April and May media were busy with articles such as this one by microbiologist Siouxsie Wiles which promote global community masking. However, when only one study is cited as the example, which relied on modelling rather than real world data, it can be seen as ‘cherry picking.’ Wiles gets media visibility again and again. Another piece co-authored by Wiles is unable to discuss the fact that covid-19 is not a primary risk for children and young people. It repeats the case mantra as dogma, citing for legitimacy studies that only focus on transmission rates, such as this US study and this Australian study. The authors state ‘in line with other published studies, citing a 2020 review long before Omicron appeared on the horizon.
While Wiles has considerable experience on bioluminescence and bacterial infections in mouse models, she is neither an expert in respiratory viruses nor an epidemiologist. There are plenty of experts in immunology and infectious diseases that remain silent.
And no, mysterious data analyst at the Ministry of Education, neither your Ministry nor the New Zealand Government have “a responsibility to prevent as many children as possible from being infected and reinfected” with covid-19.’
It should be about reduction of hospitalisation and death
The New Zealand Government has a responsibility to keep people safe from hospitalisation and death. The Government has a duty to protect children, and consideration of wellbeing includes balancing the nuances. If the majority of children are not at risk from a respiratory virus, they should not have to be socially and politically coerced into wearing a (newspeak) ‘face covering’ all day, every day. And no, covid-19 is not a far greater threat to children than the seasonal flu.
This brings the issue back to choice, and the role of masks in protecting the wearer.
Two tragedies arise from this form of cultivated, mainstream media ignorance. Firstly, such coverage, unquestioningly accepted by the general population sentence workers, children and young people to daily mask wearing. These groups, who are often younger and healthier, pay the price of this cultivated ignorance in their daily ‘enmuzzlement’.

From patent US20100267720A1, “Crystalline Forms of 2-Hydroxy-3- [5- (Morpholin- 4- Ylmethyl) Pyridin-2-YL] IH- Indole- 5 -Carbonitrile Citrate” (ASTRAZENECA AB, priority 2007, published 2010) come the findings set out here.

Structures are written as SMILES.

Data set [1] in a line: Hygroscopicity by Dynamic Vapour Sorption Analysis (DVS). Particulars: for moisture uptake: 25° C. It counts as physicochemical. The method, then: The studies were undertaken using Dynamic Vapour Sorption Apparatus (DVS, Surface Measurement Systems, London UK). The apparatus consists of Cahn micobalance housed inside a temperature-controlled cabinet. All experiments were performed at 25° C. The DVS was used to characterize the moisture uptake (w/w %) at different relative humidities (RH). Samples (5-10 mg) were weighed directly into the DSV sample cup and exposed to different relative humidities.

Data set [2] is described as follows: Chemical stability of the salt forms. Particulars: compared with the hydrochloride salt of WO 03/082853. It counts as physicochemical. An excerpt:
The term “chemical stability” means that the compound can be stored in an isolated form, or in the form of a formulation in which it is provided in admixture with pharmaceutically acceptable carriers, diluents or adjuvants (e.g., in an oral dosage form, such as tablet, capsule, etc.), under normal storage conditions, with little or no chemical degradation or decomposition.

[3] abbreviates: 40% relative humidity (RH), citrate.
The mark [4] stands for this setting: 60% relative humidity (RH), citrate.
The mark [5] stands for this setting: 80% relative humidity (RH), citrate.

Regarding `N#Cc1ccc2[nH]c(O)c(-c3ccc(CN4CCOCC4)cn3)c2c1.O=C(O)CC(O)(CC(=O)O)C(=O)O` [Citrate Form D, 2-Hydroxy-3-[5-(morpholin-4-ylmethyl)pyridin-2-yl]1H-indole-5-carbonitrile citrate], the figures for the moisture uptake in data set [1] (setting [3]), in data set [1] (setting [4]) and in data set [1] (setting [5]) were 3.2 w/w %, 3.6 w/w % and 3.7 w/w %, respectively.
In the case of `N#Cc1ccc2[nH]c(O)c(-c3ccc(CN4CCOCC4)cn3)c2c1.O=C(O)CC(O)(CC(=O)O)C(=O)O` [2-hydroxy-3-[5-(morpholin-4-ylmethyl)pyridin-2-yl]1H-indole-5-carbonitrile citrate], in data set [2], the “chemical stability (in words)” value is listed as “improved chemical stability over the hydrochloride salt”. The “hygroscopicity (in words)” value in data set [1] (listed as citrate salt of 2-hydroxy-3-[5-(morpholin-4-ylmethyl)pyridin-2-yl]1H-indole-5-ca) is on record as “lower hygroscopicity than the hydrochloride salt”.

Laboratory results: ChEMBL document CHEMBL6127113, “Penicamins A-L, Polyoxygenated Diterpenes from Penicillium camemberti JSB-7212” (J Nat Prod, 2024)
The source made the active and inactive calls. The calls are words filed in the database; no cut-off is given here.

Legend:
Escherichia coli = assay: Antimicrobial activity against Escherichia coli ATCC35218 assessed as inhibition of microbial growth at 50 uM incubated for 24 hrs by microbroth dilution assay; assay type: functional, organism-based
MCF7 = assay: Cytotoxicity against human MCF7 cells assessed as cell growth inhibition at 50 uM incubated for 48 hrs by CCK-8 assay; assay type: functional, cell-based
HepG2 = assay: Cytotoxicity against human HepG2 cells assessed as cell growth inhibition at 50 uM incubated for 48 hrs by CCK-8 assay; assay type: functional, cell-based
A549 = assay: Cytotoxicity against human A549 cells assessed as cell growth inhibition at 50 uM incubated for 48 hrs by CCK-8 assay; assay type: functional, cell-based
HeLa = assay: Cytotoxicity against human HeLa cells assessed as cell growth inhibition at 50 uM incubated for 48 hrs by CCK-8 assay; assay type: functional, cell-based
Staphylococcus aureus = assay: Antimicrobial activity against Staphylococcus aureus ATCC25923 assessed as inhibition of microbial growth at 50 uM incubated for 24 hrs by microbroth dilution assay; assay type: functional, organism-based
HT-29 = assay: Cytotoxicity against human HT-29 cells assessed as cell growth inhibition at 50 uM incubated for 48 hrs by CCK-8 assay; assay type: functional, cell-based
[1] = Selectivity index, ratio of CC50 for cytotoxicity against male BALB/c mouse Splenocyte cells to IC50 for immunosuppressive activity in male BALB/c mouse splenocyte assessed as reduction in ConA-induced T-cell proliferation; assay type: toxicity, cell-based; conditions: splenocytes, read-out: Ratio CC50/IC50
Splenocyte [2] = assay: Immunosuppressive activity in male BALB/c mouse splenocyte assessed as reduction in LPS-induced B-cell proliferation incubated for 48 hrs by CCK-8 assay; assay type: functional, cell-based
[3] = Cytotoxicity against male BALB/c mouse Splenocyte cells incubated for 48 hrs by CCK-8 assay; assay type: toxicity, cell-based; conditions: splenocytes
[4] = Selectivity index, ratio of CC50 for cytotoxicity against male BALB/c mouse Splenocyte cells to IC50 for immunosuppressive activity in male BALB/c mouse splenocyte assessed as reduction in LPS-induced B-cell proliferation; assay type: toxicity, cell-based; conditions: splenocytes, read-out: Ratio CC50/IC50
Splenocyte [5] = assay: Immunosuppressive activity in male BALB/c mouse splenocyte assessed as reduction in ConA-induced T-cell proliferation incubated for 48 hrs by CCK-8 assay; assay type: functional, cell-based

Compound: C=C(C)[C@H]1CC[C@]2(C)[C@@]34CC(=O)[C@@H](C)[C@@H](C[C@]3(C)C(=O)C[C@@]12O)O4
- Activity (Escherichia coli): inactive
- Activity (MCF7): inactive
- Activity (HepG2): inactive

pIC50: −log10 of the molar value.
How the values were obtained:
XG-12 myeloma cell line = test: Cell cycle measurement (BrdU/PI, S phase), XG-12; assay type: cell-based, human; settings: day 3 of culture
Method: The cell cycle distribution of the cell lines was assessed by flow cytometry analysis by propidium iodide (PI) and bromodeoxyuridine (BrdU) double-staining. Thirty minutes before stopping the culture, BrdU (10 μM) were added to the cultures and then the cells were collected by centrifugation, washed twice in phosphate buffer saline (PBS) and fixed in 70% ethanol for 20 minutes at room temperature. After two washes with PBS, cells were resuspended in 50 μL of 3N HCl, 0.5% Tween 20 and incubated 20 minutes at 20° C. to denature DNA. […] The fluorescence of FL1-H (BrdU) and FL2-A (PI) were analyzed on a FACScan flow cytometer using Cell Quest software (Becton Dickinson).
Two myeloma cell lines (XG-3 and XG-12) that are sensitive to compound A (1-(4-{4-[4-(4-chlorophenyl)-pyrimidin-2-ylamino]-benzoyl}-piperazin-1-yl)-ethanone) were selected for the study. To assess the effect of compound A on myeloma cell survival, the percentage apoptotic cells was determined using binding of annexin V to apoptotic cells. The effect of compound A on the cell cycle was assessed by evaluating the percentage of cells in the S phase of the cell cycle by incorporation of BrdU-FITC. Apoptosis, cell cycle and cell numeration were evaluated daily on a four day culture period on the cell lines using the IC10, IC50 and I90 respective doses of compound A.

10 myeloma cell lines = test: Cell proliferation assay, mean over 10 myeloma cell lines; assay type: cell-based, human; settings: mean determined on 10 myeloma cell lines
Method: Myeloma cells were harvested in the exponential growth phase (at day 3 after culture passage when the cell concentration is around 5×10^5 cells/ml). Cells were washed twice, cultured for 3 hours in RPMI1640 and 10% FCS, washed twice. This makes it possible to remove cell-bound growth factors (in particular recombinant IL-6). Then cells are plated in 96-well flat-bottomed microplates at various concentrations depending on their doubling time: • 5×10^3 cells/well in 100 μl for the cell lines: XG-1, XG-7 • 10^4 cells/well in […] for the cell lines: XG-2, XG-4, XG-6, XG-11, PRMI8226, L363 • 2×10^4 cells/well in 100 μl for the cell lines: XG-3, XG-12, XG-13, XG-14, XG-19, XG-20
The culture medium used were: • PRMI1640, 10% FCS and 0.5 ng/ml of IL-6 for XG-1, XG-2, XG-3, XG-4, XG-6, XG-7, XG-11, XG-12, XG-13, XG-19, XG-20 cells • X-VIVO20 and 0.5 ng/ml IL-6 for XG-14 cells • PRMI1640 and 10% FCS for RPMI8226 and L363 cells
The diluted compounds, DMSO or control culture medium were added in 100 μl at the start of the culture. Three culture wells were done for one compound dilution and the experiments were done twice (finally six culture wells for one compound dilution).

Mandates and lockdown tactics have stymied education and development. They’ve lead to an increase in non-attendance. The worst taxed with remote learning have been low-income communities. Hard of hearing children have suffered immensely.
There is evidence that masks may contribute to the case fatality rate. The author theorised droplets concentrating inside masks increased exposure to the virus to the wearer, driving risk of infection.
We have never seen a bioethics panel convene to discuss such nuances – and instead, media and talking heads conflate risk with infection, over and over again.
Modelling and infectivity fear is not a proxy for health
Relying on modelling can be misleading. Recently, a paper was published that claimed that mask wearing in community settings reduces SARS-CoV-2 transmission. The models remain uncertain and there is no effort to discuss the elephant: whether in Omicron the 19% reduction makes a meaningful difference.
As I have discussed, Te Pūnaha Matatini modelling for vaccine uptake excluded persistent questions of waning and breakthrough of the vaccines that might lead us to question vaccine efficacy. Our Ministries and agencies have failed to finance (at arm’s length from the institutions invested in high vaccine and mask compliance) both epidemiological studies and the literature reviews of the scientific literature on the on the safety and efficacy of mRNA genetic vaccines.